The rains that drenched dry wheat fields in Kansas are dousing prospects that the grain will emerge from a bear market.
Improved soil moisture boosted prospects for crops in the U.S., the largest exporter, at a time when global inventories already were set to reach a four-year high. Speculators expanded their record bets on lower prices for a fourth week, before a field survey showed farmers will boost output by 17 percent in Kansas, the top U.S. grower of winter wheat.
The surplus has intensified competition among suppliers, with Russia and Romania beating out U.S. and French shippers in a tender last week by Egypt, the biggest buyer. Sellers are undercutting each other on prices, and American exports are trailing last season’s pace by 25 percent, government figures show. Rain also is improving the grain crops in Russia, the fourth-largest exporter, where the government is poised to lift a tax on shipments that had slowed sales.
“We’ve had relatively fair weather conditions in the growing regions, and I think that bodes well for crop yields again,” Peter Sorrentino, a Cincinnati-based fund manager at Huntington Asset Advisors Inc. who’s not investing in grains, said by phone May 6. “The Southern Hemisphere harvest was pretty nice, in terms of net-yields, and that combined with the North American region means we’ve got plenty of supply.”
The net-short position in wheat expanded 4.2 percent to 111,409 futures and options contracts in the week ended May 5, U.S. Commodity Futures Trading Commission data show. That’s the most since the data begins in 2006, and speculators have been bearish since mid-January.
Futures on the Chicago Board of Trade fell as low as $4.6075 a bushel on May 5, the lowest since June 2010, and dropped 19 percent this year. They traded at $4.795 on Monday.
The Bloomberg Commodity Index fell 1 percent since the end of December, while the MSCI All-Country World Index of equities rose 5.2 percent. The Bloomberg Dollar Spot Index gained 3.2 percent.
Rain has eased the stress on crops in Kansas, bringing relief to Paul Penner and other growers. About 68 percent of the state was in moderate-to-extreme drought as of May 5, down from 98 percent a year earlier, the U.S. Drought Monitor estimates. In some areas, April showers were more than double the average.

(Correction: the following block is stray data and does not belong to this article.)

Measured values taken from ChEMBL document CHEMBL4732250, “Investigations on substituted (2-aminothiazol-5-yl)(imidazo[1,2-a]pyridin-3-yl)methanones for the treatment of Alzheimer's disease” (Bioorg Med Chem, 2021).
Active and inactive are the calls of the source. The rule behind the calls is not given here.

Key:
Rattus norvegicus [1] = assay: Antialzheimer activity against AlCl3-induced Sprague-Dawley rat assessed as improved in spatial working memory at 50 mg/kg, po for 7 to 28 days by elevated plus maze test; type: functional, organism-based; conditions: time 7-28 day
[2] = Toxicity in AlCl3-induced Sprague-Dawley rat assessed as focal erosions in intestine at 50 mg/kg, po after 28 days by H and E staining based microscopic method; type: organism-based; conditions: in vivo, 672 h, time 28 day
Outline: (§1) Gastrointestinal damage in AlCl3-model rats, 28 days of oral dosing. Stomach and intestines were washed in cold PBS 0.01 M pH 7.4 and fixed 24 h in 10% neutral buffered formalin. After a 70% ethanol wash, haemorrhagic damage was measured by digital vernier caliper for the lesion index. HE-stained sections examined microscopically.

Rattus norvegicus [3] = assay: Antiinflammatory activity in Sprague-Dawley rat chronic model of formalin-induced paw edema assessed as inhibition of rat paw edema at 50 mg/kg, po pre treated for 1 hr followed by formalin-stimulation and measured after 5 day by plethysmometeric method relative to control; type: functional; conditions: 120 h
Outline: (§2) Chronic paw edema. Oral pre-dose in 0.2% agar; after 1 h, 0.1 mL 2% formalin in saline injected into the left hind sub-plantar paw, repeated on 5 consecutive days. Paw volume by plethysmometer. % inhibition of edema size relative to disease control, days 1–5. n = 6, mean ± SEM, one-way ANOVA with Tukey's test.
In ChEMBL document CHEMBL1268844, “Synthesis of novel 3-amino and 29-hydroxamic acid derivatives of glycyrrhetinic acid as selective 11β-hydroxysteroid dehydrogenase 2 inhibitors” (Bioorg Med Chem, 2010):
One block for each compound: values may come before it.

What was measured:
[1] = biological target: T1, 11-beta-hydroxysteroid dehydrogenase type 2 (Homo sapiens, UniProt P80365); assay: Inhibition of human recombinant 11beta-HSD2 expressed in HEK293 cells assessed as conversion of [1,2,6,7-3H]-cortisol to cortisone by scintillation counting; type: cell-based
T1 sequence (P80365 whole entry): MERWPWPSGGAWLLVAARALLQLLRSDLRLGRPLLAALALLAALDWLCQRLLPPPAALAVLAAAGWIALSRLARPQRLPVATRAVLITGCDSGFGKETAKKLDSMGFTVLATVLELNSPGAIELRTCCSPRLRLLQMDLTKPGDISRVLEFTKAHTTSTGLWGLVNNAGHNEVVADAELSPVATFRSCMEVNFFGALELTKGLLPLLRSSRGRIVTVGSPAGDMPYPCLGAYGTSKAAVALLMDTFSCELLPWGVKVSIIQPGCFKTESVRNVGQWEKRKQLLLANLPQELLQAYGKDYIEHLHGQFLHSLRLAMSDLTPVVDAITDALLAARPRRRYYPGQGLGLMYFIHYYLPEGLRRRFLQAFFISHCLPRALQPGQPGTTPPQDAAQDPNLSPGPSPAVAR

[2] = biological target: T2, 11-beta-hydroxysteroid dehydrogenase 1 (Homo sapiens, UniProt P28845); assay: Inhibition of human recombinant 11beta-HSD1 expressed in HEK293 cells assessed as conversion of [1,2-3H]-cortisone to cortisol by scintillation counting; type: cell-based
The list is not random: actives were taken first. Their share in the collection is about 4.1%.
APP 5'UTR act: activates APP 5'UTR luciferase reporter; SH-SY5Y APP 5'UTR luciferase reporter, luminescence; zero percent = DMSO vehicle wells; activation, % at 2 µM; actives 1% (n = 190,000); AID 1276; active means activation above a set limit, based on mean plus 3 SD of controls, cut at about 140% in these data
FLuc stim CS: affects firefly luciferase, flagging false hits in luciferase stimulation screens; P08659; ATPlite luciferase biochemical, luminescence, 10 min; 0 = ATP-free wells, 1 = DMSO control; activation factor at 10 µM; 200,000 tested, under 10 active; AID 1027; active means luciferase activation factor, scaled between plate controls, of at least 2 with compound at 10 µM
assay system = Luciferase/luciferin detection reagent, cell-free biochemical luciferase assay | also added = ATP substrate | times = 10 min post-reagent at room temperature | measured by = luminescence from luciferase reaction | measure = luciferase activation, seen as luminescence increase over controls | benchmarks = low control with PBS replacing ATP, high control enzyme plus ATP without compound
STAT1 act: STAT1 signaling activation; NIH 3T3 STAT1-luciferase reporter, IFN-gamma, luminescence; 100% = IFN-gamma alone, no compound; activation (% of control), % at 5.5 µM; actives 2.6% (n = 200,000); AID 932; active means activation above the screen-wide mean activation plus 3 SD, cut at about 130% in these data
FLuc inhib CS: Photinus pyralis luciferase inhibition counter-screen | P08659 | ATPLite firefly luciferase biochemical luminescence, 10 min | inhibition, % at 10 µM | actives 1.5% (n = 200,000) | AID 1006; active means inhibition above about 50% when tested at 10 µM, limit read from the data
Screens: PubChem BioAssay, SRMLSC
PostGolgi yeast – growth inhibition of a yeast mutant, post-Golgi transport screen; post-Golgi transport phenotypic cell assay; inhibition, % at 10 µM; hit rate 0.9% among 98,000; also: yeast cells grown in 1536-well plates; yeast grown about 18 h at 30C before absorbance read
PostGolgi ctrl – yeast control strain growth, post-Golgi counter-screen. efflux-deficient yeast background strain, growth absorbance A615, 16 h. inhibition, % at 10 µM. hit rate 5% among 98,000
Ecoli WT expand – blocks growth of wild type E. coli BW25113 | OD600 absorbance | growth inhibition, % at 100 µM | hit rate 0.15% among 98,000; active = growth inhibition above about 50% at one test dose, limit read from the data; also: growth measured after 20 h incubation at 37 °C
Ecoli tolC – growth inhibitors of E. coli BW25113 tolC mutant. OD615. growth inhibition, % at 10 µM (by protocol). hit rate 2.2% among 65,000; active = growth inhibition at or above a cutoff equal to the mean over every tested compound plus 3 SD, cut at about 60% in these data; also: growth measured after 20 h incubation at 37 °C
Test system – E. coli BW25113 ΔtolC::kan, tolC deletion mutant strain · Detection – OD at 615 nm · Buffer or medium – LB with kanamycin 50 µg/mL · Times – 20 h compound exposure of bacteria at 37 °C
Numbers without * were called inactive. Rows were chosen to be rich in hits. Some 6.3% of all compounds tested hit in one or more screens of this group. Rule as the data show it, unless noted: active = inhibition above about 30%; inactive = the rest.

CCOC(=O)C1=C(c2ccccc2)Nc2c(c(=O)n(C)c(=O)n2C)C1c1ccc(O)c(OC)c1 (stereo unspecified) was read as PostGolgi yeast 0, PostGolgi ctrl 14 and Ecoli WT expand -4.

After dry conditions last year shriveled plants across the Great Plains, crops were on “the verge of another disaster” when the rains began arriving in April, said Penner, who grows wheat on 1,500 of the 3,500 acres he farms in Hillsboro, Kansas. He expects his yields may be 50 bushels an acre. That compares with 28 bushels on average for the state last year.
Penner’s crops were among those surveyed as part of the Wheat Quality Council tour, which sampled 659 fields in Kansas and parts of Oklahoma, Nebraska and Colorado over three days. Tour participants, on average, estimated Kansas will produce 288.5 million bushels. That compares with 246.4 million last year, which the U.S. Department of Agriculture says was the smallest since 1989. The department will release its first 2015 crop forecast on Tuesday.
With four weeks left before early harvesting starts in Texas, weather risks remain. In the High Plains, drought conditions have expanded about threefold since the start of February, drought monitor data show.
While Kansas will produce more, the tour estimate was below analysts’ forecasts. Tour samplings in central Kansas, which didn’t get as much rain as elsewhere, showed that yields may be smaller than 2014. There’s also still the threat of hail storms and tornadoes damaging crops. Wheat futures ended the week up 1.6 percent, the first gain in five weeks.
“The crop is trying to come back from drought stress,” Tanner Ehmke, 37, whose family grows about 3,000 acres of wheat in Healy, Kansas, said in a May 6 interview. “It’s like a boxer trying to come back in the 10th round, and it’s not working. The crop is exhausted.”
Showers were plentiful in other growing regions, from Texas to North Dakota. In northern Oklahoma, fields along Highway 64 were filled with crops that where thick and green, with some plants already waist-high and red, muddy soil helping to nourish the grain.
Rains also are helping to improve crops from France to Russia to China, while farmers are getting favorable planting weather in Argentina and Australia, data from the National Oceanic and Atmospheric Administration show.
“There’s always a danger of crop problems in growing season, but so far, it’s gotten off to a good start,” Donald Selkin, who helps manage about $3 billion as chief market strategist at National Securities Corp. in New York said May 6.